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FCA Faces Stinging Reprimand for Crowdfunding FUD Tactics

It’s hard to credit but here we are again with the Financial Conduct Authority (FCA) indulging in secret briefings to generate FUD based negative news stores – including ‘Crowdfunders Face Crackdown’ in last Sunday’s Times. 

It was almost exactly a year ago that Real Business published my first article criticising the then FSA (now the FCA) for nasty, sloppy and damaging handling of a new industry that holds so much promise at a time when we need all the help we can get. Critical especially as they played such a full role in the disaster the banks have inflicted upon us all.

But this time it’s different. This time there’s really no excuse – and it seems almost wilful. A year on we have engaged with them fully. Not just anyone but David Geale Head of Investment Policy so the man responsible for this whole area at the Financial Conduct Authority sat with us in a committee room at the House of Commons a couple of months ago and talked in what, at the time, seemed somewhat chastened tones about what they had learned and were learning – giving input to the Westminster Crowdfunding Forum. To judge by their actions this last week what the the FCA have learned is precisely: nothing.

I was persuaded along the way that their ignorance and clumsy mishandling was somewhat forgiveable. That they needed time and help to understand what, after all, is a major innovation and to gain a more positive insight. Other’s told me that these were ‘dirty tricks’ typical of a cynical agency who mostly behave in a way that is far from transparent and totally unaccountable. It now looks as if they were right.

To quote Barry Sheerman, who has taken several months to look into the matter, “These negative, unattributed comments from the FCA, which strongly imply that Crowd Funding should be reserved only for experienced investors and city-types, are unhelpful and give a distorted picture of the Crowd Funding sector. Those of us with deep knowledge of the sector have not seen any evidence of investors being systematically misled or exploited’.

Or indeed at all. A year on there is no evidence – none that has been advanced at all – that this is the case. And plenty to the contrary. In fact it’s increasingly clear that Crowdfunding operates differently than the shadowy world of these ‘city types’ because it is by it’s nature open. Everythig is on show and the crowd is watching – and typically has many thousands of eyes. As someone who should know has recently pointed out many more than any regulator can manage. 

Meanwhile the FCA stick their finger in their ears and stick to their guns regardless of the evidence a year on. If it were not so tragic – and downright dangerous for our future as a nation and an economy – it would almost be funny.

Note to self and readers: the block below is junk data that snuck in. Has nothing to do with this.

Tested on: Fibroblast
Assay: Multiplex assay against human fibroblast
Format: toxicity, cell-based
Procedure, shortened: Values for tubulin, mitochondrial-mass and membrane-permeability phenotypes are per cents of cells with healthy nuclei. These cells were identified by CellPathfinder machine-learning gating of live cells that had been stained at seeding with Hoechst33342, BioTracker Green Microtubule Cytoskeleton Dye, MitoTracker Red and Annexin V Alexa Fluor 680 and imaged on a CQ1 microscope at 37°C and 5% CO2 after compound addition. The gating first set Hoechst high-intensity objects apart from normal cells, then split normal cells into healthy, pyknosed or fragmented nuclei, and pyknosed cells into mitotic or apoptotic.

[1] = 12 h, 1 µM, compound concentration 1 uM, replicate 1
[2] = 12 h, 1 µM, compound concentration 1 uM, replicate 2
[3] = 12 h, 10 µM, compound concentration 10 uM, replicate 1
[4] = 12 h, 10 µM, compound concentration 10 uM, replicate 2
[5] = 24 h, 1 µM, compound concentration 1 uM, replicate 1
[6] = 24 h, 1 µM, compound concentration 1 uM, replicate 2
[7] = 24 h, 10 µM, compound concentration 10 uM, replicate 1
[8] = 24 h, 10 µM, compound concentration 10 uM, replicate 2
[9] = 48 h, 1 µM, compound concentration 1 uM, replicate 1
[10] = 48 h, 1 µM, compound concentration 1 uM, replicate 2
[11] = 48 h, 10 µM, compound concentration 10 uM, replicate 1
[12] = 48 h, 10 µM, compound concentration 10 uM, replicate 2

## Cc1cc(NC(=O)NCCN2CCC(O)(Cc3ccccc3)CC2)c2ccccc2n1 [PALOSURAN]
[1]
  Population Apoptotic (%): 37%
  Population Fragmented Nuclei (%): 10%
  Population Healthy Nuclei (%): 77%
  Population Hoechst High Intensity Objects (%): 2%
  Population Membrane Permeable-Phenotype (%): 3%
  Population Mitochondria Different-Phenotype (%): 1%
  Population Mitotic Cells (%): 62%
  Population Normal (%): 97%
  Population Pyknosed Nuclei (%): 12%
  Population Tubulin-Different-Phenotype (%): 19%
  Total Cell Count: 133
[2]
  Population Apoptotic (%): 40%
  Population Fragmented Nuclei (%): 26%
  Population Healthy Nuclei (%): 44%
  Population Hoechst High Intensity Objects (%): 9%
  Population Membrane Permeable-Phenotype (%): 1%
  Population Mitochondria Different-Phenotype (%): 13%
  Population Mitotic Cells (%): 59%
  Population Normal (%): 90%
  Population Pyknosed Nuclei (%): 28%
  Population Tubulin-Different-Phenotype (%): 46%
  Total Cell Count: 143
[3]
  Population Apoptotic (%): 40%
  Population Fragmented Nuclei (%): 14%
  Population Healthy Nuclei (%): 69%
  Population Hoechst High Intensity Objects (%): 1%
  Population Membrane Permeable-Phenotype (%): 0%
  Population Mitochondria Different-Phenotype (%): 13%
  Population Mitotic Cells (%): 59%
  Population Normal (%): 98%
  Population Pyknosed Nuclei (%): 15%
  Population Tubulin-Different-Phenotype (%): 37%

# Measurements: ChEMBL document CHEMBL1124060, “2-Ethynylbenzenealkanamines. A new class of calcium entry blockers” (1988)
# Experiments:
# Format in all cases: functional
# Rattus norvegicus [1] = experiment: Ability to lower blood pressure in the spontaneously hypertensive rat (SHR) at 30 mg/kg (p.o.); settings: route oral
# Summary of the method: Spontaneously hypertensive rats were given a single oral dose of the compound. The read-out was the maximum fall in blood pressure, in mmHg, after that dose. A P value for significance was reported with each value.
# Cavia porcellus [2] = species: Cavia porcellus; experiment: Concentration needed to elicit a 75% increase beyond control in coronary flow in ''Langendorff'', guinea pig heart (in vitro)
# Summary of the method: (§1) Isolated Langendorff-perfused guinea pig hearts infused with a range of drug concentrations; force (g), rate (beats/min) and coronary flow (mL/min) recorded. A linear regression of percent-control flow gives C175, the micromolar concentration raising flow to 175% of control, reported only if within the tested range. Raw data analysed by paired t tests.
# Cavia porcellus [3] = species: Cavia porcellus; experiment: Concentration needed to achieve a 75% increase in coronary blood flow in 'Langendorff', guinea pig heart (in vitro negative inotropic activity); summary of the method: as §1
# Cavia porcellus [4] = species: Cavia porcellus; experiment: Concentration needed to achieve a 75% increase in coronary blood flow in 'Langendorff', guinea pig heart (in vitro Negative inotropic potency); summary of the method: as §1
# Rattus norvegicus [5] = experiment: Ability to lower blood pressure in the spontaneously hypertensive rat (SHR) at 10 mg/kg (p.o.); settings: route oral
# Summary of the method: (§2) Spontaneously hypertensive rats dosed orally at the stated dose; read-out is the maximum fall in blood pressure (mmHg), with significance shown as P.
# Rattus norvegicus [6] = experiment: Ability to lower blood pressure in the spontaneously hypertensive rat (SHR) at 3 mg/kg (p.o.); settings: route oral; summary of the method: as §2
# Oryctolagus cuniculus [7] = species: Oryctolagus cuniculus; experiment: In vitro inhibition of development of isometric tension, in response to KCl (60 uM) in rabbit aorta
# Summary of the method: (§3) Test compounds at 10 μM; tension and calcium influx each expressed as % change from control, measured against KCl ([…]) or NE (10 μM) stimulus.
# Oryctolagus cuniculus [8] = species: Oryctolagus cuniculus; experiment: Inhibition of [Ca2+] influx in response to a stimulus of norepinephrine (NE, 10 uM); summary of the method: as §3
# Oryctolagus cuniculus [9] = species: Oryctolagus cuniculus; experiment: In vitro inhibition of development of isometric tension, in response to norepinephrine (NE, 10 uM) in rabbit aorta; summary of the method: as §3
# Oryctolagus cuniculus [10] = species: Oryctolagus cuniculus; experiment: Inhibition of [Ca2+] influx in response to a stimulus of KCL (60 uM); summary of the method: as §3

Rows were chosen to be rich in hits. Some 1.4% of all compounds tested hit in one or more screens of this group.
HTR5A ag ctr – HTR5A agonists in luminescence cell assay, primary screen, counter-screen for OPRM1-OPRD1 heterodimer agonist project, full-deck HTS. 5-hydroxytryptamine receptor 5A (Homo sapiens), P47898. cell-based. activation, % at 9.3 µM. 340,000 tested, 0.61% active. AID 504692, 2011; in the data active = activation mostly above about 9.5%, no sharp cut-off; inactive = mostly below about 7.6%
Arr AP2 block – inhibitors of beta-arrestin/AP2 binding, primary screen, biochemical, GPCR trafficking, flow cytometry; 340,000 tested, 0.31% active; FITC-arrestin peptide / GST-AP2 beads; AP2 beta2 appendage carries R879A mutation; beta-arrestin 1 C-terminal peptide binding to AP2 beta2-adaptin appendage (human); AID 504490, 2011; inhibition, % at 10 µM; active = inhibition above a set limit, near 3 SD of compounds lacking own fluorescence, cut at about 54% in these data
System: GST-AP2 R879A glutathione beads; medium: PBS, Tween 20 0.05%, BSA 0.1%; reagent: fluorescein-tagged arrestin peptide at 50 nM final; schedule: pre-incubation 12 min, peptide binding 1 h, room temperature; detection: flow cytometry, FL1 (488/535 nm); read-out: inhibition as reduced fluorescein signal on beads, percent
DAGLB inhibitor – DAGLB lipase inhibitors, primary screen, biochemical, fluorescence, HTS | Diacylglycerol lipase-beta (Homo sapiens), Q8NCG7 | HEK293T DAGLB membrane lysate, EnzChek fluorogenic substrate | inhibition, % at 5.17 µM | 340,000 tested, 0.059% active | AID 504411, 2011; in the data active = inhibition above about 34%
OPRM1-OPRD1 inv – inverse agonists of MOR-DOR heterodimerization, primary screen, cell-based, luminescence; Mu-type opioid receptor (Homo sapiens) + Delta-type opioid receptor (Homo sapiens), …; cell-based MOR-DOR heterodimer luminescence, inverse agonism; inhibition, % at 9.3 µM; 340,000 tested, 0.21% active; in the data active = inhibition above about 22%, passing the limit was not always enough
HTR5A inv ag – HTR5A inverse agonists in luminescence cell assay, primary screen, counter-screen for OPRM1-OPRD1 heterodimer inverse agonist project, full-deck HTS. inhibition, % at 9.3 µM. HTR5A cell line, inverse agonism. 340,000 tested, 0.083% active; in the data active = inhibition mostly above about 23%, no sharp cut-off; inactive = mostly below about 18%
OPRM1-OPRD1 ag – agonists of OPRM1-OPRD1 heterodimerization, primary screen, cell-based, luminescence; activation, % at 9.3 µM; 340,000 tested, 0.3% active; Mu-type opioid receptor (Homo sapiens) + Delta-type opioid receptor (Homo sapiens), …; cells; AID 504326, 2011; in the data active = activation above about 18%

These ‘fears’ are in other words nothing short of manufactured. The behaviour sadly familiar but none the less reprehensible for that. But we can no longer afford this sort of thing. Our economy needs the thousands of new businesses and entrepreneurs that Crowdfunding can support and help make happen. It does not need regulators, or their staff, behaving irresponsibly and prepared to leak unattributable fear-uncertainty-and-doubt stories to the press based on zero evidence.

It may be convenient for the FCA to seek to limit Crowdfunding to ‘experienced investors’. It may make the ‘problem’ go away for them and lead to a quiet life. But that is hardly the point. Nor is it what they’re there for.

They may see Crowdfunding as a way for some unidentified unscrupulous person to relieve people of their savings. Those who’ve looked more closely see it as a new freedom. A new way to support entrepreneurs and continuously create many more businesses and rebuild the economy.  So far all the evidence is on our side – and there’s plenty of it. There’s little or no evidence to the contrary.

Plus the proposed ‘cure is many times worse than the alleged ailment. Chopping off a leg to sort out an itch suspected of being an athletes foot problem. Except there’s no evidence that there’s a problem at all. Apart from a phantom itch.

Which is why, a year on, I join my voice with that of Barry Sheerman and the many many others – a growing throng – who call upon the Chancellor to demand better of the FCA. Not just that they desist from unattributed briefings based on zero evidence and the grab bag of dirty tricks at their disposal. But that they also start to look at the real world evidence, rather than mere suppositions, and start to behave like a professional service and listen and pay attention.

That they start to take seriously that the world can change – and that it can be for the better. That Crowdfunding has already been, and can increasingly be, a huge change for good and for growth – which we badly need. Or the FCA can have a quiet life in more familiar surrounding it feels comfortable with. So what do you say Mr Osborne?

Words by Barry E James, Britain’s foremost commentator on all things Crowdfunding. He’s a founder and leading member of the Westminster Crowd Funding Forum and director of The Social Foundation and profiled here. He can be reached for interviews and questions on 07530 438932 or via or Twitter @BarryEJames


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